Niemann Smith's handwritten comments on the reverse of his drawing of Higham Tunnel. 1889. Pencil. Complete drawing: 6 3/4 x 4 7/8 inches. Private collection. Provenance: Abbott & Holder, Museum Street, London.
On back of drawing: "Western Entrance to Higham Tunnel on North Kent Railway originally constructed between Gravesend & Strood for the Gravesend & Rochester Canal which was converted into a railway about 1850 — were it not for an uncovered portion of about 100 yards in middle it would be abt the longest Railway tunnel in England[.] 20/4/89. N Smith."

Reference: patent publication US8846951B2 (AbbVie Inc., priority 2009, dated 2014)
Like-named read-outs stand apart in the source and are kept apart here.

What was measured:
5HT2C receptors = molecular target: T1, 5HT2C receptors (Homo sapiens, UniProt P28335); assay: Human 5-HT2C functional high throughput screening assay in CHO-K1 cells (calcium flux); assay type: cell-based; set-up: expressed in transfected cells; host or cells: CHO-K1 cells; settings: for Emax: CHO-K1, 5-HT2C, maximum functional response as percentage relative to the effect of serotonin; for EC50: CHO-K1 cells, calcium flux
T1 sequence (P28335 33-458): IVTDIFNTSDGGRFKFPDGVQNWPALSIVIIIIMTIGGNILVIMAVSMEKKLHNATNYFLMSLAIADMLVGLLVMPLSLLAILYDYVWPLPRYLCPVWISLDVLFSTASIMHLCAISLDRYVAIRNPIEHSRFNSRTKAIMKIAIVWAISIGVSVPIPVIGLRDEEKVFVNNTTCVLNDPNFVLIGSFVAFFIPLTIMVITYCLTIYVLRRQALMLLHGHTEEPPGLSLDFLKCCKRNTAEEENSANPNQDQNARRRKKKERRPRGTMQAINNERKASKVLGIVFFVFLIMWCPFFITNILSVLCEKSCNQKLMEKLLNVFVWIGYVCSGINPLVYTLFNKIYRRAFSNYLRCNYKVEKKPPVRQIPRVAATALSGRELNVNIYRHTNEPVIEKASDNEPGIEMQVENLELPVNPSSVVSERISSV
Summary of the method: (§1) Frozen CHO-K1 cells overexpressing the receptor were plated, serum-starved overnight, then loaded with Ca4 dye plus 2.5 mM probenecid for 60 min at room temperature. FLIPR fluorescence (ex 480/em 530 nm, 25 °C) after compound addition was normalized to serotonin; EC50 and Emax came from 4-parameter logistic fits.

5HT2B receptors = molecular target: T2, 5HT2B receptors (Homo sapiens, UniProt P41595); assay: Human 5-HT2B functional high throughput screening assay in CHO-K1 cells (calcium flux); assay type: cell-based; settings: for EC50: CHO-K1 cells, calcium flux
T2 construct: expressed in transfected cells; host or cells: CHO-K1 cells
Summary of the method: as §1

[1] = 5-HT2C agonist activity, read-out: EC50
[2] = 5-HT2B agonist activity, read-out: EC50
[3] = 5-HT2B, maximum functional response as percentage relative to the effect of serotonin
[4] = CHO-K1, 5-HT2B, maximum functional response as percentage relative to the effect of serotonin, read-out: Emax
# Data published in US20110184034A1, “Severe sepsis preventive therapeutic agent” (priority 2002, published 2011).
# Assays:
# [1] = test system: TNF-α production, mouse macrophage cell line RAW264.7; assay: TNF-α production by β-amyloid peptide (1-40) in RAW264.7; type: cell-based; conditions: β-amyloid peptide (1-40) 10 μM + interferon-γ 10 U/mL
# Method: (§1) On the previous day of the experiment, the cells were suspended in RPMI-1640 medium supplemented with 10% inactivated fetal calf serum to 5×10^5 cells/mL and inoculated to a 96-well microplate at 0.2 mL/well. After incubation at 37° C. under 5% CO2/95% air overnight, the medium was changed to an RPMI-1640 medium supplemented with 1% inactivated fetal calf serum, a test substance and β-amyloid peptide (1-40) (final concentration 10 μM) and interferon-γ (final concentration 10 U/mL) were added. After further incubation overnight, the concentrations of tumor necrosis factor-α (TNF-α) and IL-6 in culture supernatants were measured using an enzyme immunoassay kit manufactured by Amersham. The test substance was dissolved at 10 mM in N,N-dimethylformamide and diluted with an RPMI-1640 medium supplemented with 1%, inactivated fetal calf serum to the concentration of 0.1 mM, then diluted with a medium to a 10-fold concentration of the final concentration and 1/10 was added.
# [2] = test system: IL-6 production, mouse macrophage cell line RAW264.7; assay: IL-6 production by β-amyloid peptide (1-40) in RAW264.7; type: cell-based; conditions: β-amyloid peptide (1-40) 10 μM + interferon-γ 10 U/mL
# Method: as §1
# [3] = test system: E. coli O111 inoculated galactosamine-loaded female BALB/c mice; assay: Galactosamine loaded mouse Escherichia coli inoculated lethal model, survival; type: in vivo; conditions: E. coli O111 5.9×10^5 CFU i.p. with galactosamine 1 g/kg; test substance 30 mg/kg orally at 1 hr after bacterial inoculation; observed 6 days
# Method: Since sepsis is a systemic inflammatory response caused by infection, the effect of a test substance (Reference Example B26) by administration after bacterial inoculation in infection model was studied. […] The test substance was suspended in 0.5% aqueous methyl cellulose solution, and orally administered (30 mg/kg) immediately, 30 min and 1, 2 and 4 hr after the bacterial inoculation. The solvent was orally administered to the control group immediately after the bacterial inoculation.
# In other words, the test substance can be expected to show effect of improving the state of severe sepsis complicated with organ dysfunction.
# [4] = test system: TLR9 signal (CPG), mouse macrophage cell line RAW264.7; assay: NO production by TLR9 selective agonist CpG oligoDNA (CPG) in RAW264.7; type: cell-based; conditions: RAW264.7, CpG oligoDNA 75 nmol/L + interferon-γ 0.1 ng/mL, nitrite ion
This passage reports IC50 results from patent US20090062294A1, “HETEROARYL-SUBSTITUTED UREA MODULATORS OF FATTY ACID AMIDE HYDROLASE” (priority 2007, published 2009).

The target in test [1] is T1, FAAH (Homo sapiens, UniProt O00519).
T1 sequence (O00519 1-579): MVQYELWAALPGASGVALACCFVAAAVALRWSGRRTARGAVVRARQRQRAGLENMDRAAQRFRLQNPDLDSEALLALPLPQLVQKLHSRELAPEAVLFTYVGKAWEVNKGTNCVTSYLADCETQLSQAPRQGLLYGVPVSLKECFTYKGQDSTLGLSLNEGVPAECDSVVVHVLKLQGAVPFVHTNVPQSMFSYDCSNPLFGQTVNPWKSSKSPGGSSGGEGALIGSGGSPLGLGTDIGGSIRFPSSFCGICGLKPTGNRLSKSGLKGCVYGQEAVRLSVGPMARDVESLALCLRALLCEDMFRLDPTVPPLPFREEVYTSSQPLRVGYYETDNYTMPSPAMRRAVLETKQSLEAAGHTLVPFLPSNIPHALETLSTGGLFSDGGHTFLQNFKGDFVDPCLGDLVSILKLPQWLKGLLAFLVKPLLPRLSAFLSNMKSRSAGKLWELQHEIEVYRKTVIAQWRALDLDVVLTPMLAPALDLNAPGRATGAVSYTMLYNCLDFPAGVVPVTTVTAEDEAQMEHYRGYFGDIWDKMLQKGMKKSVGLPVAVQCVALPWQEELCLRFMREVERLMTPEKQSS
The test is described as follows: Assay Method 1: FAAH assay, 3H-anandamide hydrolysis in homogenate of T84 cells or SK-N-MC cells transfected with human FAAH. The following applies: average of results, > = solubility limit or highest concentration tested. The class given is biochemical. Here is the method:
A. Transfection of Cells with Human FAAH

Jacky Rodger writes on 1 November 2005: "The inscription on the back of this drawing reads 'Gravesend & Strood'. I'm from the Strood area (and commuted to school thru the tunnel) and have always had difficulties convincing people it exists. This inscription may also explain the strange error in 'Pickwick Papers': this also quotes the town as 'Stroud', and yet Dickens lived in the area much of his life (Chatham & Gad's Hill). Perhaps this too was a Q of handwriting and London typesetters?" Many thanks! [GPL]
Last modified 2 November 2005